LONDON (BLOOMBERG) - Boris Johnson is heading for a clear victory in next week'sBritish general election, according to senior officials in both his ruling Conservatives and the main opposition Labour Party.
Speaking on condition of anonymity, a group of five senior figures drawn from the two biggest parties said Johnson's campaign promise to "get Brexit done" was winning ground in the Labour heartlands in northern England.
The officials are familiar with the high-level discussions within their parties about the potential outcome.
That looks likely to result in a Tory majority of between 20 and 35 seats in the House of Commons, officials from both parties said.
All Conservative candidates have pledged to vote for Johnson's Brexit deal, meaning even a small majority would in theory ensure Britain completes its divorce from the European Union by the Jan 31 deadline.
With just under a week to go before the vote, the outcome is still uncertain. While Johnson is winning where he needs to, many voters have not made up their minds while others could still change their decisions on who to support, the officials said.
Johnson triggered the Dec 12 snap election after months of deadlock over Brexit policy in parliament, where his Tory party didn't have a majority.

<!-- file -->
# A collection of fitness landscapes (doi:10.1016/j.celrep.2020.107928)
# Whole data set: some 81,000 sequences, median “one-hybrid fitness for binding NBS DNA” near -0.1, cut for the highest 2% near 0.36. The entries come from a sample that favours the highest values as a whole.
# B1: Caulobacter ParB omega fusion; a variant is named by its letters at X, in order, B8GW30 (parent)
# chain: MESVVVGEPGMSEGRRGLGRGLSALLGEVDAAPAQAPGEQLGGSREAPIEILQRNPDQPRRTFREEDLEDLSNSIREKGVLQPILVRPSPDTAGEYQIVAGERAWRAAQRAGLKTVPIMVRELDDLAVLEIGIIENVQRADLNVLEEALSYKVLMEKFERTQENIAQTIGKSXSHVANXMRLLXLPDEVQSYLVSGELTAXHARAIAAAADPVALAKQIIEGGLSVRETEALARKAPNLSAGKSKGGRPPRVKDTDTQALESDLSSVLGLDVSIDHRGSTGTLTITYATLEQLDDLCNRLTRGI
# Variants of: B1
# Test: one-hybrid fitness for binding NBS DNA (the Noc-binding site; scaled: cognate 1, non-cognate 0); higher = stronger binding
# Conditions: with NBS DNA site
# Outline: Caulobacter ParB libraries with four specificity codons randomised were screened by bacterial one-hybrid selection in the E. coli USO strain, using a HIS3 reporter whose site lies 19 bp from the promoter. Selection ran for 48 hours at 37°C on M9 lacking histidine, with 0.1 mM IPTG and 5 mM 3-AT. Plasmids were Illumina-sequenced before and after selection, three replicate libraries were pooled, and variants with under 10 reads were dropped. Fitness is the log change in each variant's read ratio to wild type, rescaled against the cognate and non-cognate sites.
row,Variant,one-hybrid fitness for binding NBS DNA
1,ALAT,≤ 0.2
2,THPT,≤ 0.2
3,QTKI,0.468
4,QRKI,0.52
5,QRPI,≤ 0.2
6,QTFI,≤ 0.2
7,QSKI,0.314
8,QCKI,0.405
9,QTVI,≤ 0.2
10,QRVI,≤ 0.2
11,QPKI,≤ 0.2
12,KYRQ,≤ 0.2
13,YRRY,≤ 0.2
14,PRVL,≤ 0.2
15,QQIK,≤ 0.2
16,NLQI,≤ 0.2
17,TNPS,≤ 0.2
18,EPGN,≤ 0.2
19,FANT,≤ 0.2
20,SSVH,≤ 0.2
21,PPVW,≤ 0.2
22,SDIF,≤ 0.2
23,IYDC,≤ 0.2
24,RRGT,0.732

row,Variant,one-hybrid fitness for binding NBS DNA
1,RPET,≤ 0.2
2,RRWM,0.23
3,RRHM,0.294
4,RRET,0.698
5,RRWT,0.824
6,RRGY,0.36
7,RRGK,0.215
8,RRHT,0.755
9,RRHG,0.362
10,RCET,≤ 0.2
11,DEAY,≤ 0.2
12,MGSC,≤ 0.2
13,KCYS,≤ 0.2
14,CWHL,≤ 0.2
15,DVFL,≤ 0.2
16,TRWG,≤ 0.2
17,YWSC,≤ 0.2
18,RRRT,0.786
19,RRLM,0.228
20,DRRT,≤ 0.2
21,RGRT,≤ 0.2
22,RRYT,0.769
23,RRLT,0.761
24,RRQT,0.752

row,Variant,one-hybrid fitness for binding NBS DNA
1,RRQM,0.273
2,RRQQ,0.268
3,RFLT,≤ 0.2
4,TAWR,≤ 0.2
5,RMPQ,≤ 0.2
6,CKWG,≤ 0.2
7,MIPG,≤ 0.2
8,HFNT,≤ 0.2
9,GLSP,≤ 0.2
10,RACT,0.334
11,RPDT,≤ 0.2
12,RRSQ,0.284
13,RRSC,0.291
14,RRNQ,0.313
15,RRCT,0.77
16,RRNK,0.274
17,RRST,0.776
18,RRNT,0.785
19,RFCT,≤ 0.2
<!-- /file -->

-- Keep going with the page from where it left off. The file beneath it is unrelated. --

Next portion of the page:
He wanted to force his deal with the European Union into law to ensure Britain left the EU by Oct 31, but lawmakers refused to agree to his fast-track timetable and forced him to request a delay.
Johnson has appealed to voters to give him a majority so he can "get Brexit done" - three and a half years after the referendum - and move on to the country's other priorities, including investing in the National Health Service and cutting taxes.
It's a message targeted particularly at voters in the north and centre of England, regions which voted to leave the EU in the 2016 referendum but which have traditionally heavily backed the Labour Party.
Many of these so-called "red wall" seats are now moving to support Johnson's Tories, according to polling, and to the officials in both main parties, who spoke privately about the contest.
While Johnson is on course to triumph next Thursday, the margin of error in polling - and the difference between a result that would deliver a landslide and one which would lead to another hung parliament - is small. That's because in Britain's "first past the post" electoral system, the winner takes all in each electoral district.
A summary of recent polls puts the Conservatives on 43 per cent of the vote nationally, and Labour on 33 per cent, a gap that has narrowed over the course of the campaign.
Tim Bale, co-director of the Mile End Institute at Queen Mary University of London, said the polls suggest next week's election will result in a Tory majority.
"At the moment it points to a Tory majority," Bale said in an interview with Bloomberg Radio on Friday. "Corbyn I think has very little time to close that gap."